UBC Home Page -
UBC Home Page -
UBC Home Page UBC Home Page -
News Events Directories Search UBC myUBC Login
- -
UBC Public Affairs
UBC Reports
UBC Reports Extras
Goal / Circulation / Deadlines
Letters to the Editor & Opinion Pieces / Feedback
UBC Reports Archives
Media Releases
Services for Media
Services for the Community
Services for UBC Faculty & Staff
Find UBC Experts
Search Site

UBC Reports | Vol. 48 | No. 1 | Jan. 10, 2002

Cross-campus team probes smarter cars

Closure of Massachusetts lab translates to interdisciplinary opportunity for UBC researchers

by Don Wells staff writer

A team of UBC researchers will investigate the possibilities of intelligent human-automobile interfaces thanks to a $1.4 million grant from Nissan Motor Co.

Project co-ordinator Ronald Rensink, an assistant professor in both Psychology and Computer Science, worked closely with Nissan during a six-year stint at Cambridge Basic Research, a partnership involving the Massachusetts Institute of Technology, Harvard and Nissan.

A UBC alumnus, Rensink asked Nissan to consider establishing a similar lab at UBC following the closure of the Cambridge lab last year. MIT also pitched the idea to Nissan but, according to Rensink, the company chose UBC for the overall strength of its multidisciplinary research team.

"I told them that there were some of the best people in the world doing this kind of work here," says Rensink. "Not only that, but we really work well together, which ultimately was the key to their decision to select us over MIT."

The research is motivated by the increasing complexity of driving caused by more sophisticated automobile displays as well as increasingly crowded traffic systems, Rensink explains.

As technology improves, it is becoming possible to give more information to the driver -- for example, indicating the presence of a car in the driver's blind spot, or conditions on the road ahead. But more information alone will not work, and can even be hazardous, he says.

"If too much information is presented, it will confuse rather than help the driver," says Rensink, whose research focuses on visual perception.

"The key to making driving safe and comfortable is to combine knowledge of the perceptual and cognitive systems of humans with knowledge of the driving task itself so that only the relevant information is delivered."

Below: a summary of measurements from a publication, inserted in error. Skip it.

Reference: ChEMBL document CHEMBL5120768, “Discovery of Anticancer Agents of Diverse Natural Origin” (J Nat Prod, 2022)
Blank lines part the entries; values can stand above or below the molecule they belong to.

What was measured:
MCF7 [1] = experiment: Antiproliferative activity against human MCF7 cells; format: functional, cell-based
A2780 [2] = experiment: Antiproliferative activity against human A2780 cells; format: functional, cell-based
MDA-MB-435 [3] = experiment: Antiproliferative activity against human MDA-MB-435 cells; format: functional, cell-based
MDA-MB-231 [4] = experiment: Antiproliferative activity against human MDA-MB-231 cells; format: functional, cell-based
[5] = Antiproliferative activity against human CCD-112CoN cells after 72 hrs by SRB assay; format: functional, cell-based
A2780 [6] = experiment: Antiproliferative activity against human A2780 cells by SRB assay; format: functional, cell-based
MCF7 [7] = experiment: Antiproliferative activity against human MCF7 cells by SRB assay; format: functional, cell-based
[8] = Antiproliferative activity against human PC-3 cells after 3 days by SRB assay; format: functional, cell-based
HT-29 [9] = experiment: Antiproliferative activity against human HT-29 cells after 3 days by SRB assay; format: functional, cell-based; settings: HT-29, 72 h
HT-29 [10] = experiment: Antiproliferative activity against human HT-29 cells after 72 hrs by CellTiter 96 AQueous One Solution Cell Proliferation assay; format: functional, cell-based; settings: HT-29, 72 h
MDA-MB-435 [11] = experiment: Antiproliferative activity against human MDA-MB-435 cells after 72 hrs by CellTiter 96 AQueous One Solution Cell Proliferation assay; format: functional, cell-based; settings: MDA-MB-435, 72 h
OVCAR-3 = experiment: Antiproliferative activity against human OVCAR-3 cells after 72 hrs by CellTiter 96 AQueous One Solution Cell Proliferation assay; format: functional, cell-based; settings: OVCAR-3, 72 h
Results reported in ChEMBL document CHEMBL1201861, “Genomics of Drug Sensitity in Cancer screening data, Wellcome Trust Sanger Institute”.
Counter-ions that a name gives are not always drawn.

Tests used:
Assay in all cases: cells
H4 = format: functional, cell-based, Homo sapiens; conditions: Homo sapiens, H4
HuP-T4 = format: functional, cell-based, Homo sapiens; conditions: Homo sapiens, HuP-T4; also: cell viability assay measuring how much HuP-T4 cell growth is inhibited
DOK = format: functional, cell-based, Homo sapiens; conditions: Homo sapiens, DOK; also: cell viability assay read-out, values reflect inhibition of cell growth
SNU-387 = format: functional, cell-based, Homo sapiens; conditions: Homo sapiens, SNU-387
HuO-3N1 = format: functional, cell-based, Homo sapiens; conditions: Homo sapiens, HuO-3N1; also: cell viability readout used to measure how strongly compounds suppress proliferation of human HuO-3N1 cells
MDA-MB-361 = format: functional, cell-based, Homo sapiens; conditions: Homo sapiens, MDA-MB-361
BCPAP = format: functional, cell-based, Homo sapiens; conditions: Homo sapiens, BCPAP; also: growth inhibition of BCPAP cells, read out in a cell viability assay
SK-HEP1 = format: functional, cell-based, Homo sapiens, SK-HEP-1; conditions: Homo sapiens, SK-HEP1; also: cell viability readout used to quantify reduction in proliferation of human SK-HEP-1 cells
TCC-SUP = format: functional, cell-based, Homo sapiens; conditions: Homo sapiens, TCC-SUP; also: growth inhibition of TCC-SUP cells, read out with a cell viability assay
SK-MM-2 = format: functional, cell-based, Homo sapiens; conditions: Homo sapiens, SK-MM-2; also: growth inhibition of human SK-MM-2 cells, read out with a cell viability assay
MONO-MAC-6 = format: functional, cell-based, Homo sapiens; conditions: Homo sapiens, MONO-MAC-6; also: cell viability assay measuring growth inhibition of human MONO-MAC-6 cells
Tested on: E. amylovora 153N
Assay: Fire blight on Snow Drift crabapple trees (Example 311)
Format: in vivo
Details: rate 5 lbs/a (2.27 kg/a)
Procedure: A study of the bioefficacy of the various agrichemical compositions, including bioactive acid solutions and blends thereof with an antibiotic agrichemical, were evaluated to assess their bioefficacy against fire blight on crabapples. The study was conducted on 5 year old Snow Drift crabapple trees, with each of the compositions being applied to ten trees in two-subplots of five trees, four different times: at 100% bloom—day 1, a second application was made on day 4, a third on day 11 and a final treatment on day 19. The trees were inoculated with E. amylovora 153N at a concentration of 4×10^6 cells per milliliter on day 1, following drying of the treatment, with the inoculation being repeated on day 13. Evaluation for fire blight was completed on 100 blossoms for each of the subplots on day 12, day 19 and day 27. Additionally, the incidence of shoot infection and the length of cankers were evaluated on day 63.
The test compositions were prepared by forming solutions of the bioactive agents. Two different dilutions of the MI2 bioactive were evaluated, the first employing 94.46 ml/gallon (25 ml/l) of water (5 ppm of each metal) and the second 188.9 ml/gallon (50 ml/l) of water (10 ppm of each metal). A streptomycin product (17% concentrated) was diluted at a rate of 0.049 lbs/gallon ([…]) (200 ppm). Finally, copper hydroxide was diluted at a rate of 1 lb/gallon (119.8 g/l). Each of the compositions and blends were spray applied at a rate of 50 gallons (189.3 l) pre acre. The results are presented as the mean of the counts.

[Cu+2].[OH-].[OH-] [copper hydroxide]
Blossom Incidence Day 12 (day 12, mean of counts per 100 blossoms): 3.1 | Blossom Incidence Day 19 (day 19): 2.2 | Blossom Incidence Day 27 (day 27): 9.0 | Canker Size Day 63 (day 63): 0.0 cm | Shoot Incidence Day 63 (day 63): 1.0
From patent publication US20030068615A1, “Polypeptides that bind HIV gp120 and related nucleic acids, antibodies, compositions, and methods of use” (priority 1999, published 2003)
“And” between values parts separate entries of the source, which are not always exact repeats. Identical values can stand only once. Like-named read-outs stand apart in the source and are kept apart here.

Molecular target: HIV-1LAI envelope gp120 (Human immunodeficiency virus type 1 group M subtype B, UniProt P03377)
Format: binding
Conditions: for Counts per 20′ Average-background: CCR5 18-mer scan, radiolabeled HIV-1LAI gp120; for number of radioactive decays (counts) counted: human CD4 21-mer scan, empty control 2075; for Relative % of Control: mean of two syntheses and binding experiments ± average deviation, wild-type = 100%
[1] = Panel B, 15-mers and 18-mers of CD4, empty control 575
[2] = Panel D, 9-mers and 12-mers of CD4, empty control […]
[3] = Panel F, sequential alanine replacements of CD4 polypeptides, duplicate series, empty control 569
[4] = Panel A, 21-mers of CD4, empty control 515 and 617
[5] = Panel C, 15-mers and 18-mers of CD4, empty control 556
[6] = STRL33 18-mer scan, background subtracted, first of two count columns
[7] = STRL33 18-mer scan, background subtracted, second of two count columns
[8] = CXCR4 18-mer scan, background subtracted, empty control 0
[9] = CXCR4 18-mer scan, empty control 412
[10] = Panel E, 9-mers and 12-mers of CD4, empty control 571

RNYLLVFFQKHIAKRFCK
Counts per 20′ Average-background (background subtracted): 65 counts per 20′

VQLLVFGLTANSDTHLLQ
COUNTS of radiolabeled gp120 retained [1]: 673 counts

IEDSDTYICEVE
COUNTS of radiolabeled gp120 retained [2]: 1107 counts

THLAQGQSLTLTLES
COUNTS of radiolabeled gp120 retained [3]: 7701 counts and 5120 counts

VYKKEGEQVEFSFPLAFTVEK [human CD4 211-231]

There are two particularly important aspects of the research, he explains.

The first is to determine the limits in human perception and cognition that will ultimately constrain the effectiveness of an interface, for example, limitations in attention.

The second is to determine the extent to which different kinds of sensory inputs -- audio, visual or touch -- can be used as effective carriers of information.

"Our strategy is to work closely with their engineers to provide them with general guidelines for the development of new interfaces," says Rensink.

"Once they have that information, they can design the actual devices."

The first half of the funding will be allocated this month to five researchers, including Rensink, Computer Science Asst. Prof. Karon MacLean, Psychology Prof. Jim Enns and assistant professors Alan Kingstone and Vince DiLollo.

The second half will be allocated in April to a wider set of researchers that may include members of the departments of Linguistics, Philosophy and Electrical and Computer Engineering.

The project will be an important part of the Institute for Computing, Information and Cognitive Systems, a new UBC initiative in the multidisciplinary study of information processing systems.


Last reviewed 22-Sep-2006

to top | UBC.ca » UBC Public Affairs

UBC Public Affairs
310 - 6251 Cecil Green Park Road, Vancouver, BC Canada V6T 1Z1
tel 604.822.3131 | fax 604.822.2684 | e-mail public.affairs@ubc.ca

© Copyright The University of British Columbia, all rights reserved.